People should fear us, and if you are a Jihadist you should fear going outside. What would be nice is if we could have some deniable way to just kill these people. That way it would be harder to accuse us. 

  9. Devereaux

    Joan gets it. This is an election, not a true policy debate.

    I think we can say that Romney will most likely be a better foreign policy person than Obama has been, but by how much is open to question. Romney is persuadable – he is, after all, a successful businessman. That requires the ability to flex; you won’t get everything you want.

    The question of where US policy should be headed, and how it gets there are both serious discussions, not for this brief and etherial moment but more time-consuming occasions. MUCH thought needs to go into crafting a serious foreign policy, not some haphazard nerve-reaction. Both our friends and our enemies need to understand the acceptable limits – and what might happen to them if they exceed them.

  10. At The Rubicon
    John Walker: Maybe I’m just a nut, and admittedly not a conservative, but I was amazed that Mr Romney had nothing to say about Mr Obama’s overt (and never denied) participation in the preparation of a “kill list” of individuals (including U.S. citizens) to be assassinated by UAV missile attacks.

    He did:  ”We cannot kill our way out of this”

  11. Frozen Chosen

    Last night Romney did the football equivalent of giving the fullback the football up the gut for 3 straight plays – it’s not time to take a knee quite yet but it’s not time to throw passes into the flat either!

    Obama is the one who needs the Hail Mary…

  12. John Walker
    At The Rubicon

    He did:  ”We cannot kill our way out of this”

    You’re right—I stand corrected.  But I would still have been much happier had he explicitly disclaimed assassination strikes against U.S. citizens.  How much would it have cost him to say, “I will never order an attack against a U.S. citizen, at home or abroad, without the due process guaranteed by the U.S. constitution”?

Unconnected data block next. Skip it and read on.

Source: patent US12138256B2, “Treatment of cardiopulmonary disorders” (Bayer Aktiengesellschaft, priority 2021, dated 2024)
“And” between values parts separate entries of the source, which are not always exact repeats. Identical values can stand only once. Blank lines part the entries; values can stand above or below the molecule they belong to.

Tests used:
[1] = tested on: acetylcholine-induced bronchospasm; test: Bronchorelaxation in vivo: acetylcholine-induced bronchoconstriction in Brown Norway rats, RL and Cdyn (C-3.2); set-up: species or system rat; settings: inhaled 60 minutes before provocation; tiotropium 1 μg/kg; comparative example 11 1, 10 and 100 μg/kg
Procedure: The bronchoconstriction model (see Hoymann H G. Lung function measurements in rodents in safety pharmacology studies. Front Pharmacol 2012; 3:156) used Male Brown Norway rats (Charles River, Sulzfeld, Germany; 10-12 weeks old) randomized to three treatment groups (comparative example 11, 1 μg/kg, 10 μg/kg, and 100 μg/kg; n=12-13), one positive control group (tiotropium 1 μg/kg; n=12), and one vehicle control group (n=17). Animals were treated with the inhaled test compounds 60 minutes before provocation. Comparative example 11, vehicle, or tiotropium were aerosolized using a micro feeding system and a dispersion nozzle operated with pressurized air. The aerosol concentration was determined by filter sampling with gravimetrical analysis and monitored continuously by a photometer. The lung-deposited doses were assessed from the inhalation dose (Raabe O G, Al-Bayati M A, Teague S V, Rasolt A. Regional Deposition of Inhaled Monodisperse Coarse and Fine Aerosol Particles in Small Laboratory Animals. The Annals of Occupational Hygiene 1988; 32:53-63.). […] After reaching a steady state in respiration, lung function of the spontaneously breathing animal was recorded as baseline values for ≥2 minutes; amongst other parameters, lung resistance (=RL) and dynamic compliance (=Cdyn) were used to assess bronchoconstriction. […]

13. gnarlydad

    Lot’s of great comments. I especially want to highlight what Devereaux said about this being an election, not a policy debate per se. The thing that impressed me about Romney last night was how quickly he’s come up to speed on foreign policy issues…he is a quick study. That’s exciting because he does not bring a progressive tilt to the foreign policy table, unlike the current sitting President. Romney has convinced me that he is, at heart, enough of a conservative, and enough in love with the USA that I can trust him to move our foreign policy in the right direction. Having said that, however, we also need to realize that life in the real world tends to rather constrict the range of viable choices available to a sitting president. That is one of the reasons why last night’s debate seemed a little dull…even Obama, for all his ideological bias, made some right choices, loath though we conservatives may be to admit it. My theory is that doing so has caused him to age prematurely.

  14. Stuart Creque

    It’s not a debate.  It’s round 3 of a prizefight.  Romney used the clinch to neutralize Obama’s foreign policy punches:

    “Governor, your foreign policy is reckless and wrong!”

    “Well, Mr. President, I agree with YOUR foreign policy.”

    “And that’s WRONG!!!  Wait, what?”

  15. Stuart Creque
    John Walker

    At The Rubicon

    He did:  ”We cannot kill our way out of this”

    You’re right—I stand corrected.  But I would still have been much happier had he explicitly disclaimed assassination strikes against U.S. citizens.  How much would it have cost him to say, “I will never order an attack against a U.S. citizen, at home or abroad, without the due process guaranteed by the U.S. constitution”? · 9 minutes ago